Texas Instruments Company Brief

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Company Brief
Texas Instruments

by Faulkner Staff

Docid: 00016023

Publication Date: 2208

Report Type: VENDOR


Texas Instruments (TI) – the company that invented the handheld
calculator in 1967 – is one of the world’s largest semiconductor makers.
Headquartered in Dallas, Texas, TI operates design, manufacturing, and
sales sites in more than 30 locations in 18 countries and serves nearly 100,000 customers
around the globe. The company divides its business primarily into analog,
embedded processing, digital light processing, and educational technology segments. This company brief highlights TI’s
history and recent activity.

Report Contents:

Fast Facts

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Name: Texas Instruments 
12500 TI Boulevard
Dallas, TX 75243
Phone: (972) 644-5580
Toll-Free Phone: (855) 226-3113
Web: http://www.ti.com/
Type of Vendor: Semiconductor, Electronics Manufacturer
Founded: 1930
Service Areas: Global
Stock Symbol: TXN (Nasdaq)


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Texas Instruments (TI) – the company that invented the handheld
calculator in 1967 – is one of the world’s leading semiconductor
makers. Headquartered in Dallas, Texas, TI operates design,
manufacturing, and sales sites in more than 30 locations in 18 countries and serves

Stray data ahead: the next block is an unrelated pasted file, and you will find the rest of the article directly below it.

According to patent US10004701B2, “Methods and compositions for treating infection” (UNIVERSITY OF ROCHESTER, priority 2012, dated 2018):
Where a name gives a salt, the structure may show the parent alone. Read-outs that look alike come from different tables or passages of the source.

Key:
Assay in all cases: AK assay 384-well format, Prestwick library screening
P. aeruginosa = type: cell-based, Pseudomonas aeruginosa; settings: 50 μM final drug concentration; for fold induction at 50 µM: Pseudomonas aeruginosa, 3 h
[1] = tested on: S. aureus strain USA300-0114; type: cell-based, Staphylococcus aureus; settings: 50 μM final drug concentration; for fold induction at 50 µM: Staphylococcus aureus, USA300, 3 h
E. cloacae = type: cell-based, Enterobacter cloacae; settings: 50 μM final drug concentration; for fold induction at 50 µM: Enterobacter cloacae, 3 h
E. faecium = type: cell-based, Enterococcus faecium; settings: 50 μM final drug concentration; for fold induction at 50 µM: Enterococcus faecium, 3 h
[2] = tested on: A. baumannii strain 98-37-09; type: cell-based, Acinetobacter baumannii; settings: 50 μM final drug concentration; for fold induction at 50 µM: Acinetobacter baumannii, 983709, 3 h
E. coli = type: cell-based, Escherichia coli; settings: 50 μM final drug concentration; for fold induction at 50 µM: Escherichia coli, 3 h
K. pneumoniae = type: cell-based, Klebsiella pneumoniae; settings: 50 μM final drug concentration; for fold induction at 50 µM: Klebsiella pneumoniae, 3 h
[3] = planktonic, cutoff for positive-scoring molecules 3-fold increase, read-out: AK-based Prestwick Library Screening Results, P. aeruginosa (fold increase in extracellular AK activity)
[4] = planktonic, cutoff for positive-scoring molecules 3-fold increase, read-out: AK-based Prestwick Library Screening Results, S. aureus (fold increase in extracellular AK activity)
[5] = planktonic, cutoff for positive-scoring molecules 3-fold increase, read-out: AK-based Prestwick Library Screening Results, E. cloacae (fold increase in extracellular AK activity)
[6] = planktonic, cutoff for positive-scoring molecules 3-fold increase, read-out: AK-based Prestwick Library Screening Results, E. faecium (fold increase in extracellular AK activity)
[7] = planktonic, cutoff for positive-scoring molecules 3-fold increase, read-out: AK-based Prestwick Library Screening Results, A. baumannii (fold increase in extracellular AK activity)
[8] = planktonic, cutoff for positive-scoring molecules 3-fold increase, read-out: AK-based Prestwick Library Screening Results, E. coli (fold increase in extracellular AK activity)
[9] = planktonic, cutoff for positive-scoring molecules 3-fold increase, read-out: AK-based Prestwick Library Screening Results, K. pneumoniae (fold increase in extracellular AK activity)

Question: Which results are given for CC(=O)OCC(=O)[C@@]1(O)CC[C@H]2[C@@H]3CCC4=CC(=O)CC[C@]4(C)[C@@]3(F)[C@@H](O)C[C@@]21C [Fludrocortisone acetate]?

100,000 customers around the globe.

Employing approximately 30,000 people worldwide, TI operates four
segments: analog, embedded processing, digital light processing, and
educational technology. TI’s products
are sold to original equipment manufacturers (OEMs), original design
manufacturers (ODMs), contract manufacturers, and distributors. TI’s
trademark DLP technology enables display solutions that employ optical
semiconductors to digitally manipulate light, producing high picture
quality across a broad range of products including HDTVs; projectors for
business, home, education, and large venues; and Digital Cinema (DLP
Cinema). TI’s analog chips are an essential element in today’s digital
world, converting “real-world” signals such as voice, sound,
pressure, temperature, and electricity into the 1s and 0s that power
modern digital devices.

Texas Instruments was founded in Newark, New Jersey, in 1930 as
Geophysical Service Inc. (GSI), starting out as an independent contractor
specializing in the reflection seismograph method of geophysical
exploration. In 1934, it moved to Dallas, Texas, and in 1939 it changed
its name to Coronado, with Geophysical Service Inc. as a subsidiary. In
1941, GSI was purchased by H. Bates Peacock, J. Erik Jonsson, and Cecil H.
Green, three GSI employees, and by Eugene McDermott, one of the two
original founders of Geophysical Science. The company produced
military electronics during World War II, including submarine detectors
for the US Navy. In 1951, the Geophysical Science name
was changed to Texas Instruments, and the following year the firm purchased a license from Western
Electric to manufacture transistors, leading to its
entrance into the semiconductor business.

Many milestones followed, including the production of the first
commercial silicon transistor, the first commercial transistor radio, the
first integrated circuit, and the first electronic handheld